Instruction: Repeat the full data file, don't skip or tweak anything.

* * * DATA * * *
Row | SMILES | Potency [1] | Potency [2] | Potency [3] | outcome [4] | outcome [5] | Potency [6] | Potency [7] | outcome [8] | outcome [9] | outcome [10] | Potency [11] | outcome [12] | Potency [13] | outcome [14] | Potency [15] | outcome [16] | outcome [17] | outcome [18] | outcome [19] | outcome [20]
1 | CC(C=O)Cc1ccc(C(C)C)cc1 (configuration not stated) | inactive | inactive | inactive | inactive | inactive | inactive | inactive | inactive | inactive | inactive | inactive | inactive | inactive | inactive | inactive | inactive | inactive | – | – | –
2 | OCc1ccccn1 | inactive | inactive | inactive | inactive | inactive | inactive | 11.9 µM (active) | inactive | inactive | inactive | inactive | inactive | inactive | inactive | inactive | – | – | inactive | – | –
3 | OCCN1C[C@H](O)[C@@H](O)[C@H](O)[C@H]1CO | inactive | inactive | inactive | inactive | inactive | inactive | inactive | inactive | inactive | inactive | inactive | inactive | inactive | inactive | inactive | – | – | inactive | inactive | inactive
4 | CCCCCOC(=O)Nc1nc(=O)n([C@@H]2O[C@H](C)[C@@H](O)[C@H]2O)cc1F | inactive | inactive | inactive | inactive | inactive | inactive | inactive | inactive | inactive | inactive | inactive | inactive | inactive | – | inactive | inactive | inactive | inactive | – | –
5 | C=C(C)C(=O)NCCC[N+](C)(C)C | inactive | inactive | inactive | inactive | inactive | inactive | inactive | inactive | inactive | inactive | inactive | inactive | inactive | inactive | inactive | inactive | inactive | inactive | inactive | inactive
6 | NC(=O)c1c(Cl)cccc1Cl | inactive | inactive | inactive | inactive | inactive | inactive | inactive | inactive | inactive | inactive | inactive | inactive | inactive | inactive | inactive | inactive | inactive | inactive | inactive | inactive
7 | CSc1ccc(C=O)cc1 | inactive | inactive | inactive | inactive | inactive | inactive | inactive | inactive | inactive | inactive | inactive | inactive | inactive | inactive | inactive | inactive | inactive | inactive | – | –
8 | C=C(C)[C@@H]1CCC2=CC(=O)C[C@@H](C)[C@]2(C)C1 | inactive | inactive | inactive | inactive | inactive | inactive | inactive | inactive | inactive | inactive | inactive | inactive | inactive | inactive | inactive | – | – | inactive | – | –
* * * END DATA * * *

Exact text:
Row | SMILES | Potency [1] | Potency [2] | Potency [3] | outcome [4] | outcome [5] | Potency [6] | Potency [7] | outcome [8] | outcome [9] | outcome [10] | Potency [11] | outcome [12] | Potency [13] | outcome [14] | Potency [15] | outcome [16] | outcome [17] | outcome [18] | outcome [19] | outcome [20]
1 | CC(C=O)Cc1ccc(C(C)C)cc1 (configuration not stated) | inactive | inactive | inactive | inactive | inactive | inactive | inactive | inactive | inactive | inactive | inactive | inactive | inactive | inactive | inactive | inactive | inactive | – | – | –
2 | OCc1ccccn1 | inactive | inactive | inactive | inactive | inactive | inactive | 11.9 µM (active) | inactive | inactive | inactive | inactive | inactive | inactive | inactive | inactive | – | – | inactive | – | –
3 | OCCN1C[C@H](O)[C@@H](O)[C@H](O)[C@H]1CO | inactive | inactive | inactive | inactive | inactive | inactive | inactive | inactive | inactive | inactive | inactive | inactive | inactive | inactive | inactive | – | – | inactive | inactive | inactive
4 | CCCCCOC(=O)Nc1nc(=O)n([C@@H]2O[C@H](C)[C@@H](O)[C@H]2O)cc1F | inactive | inactive | inactive | inactive | inactive | inactive | inactive | inactive | inactive | inactive | inactive | inactive | inactive | – | inactive | inactive | inactive | inactive | – | –
5 | C=C(C)C(=O)NCCC[N+](C)(C)C | inactive | inactive | inactive | inactive | inactive | inactive | inactive | inactive | inactive | inactive | inactive | inactive | inactive | inactive | inactive | inactive | inactive | inactive | inactive | inactive
6 | NC(=O)c1c(Cl)cccc1Cl | inactive | inactive | inactive | inactive | inactive | inactive | inactive | inactive | inactive | inactive | inactive | inactive | inactive | inactive | inactive | inactive | inactive | inactive | inactive | inactive
7 | CSc1ccc(C=O)cc1 | inactive | inactive | inactive | inactive | inactive | inactive | inactive | inactive | inactive | inactive | inactive | inactive | inactive | inactive | inactive | inactive | inactive | inactive | – | –
8 | C=C(C)[C@@H]1CCC2=CC(=O)C[C@@H](C)[C@]2(C)C1 | inactive | inactive | inactive | inactive | inactive | inactive | inactive | inactive | inactive | inactive | inactive | inactive | inactive | inactive | inactive | – | – | inactive | – | –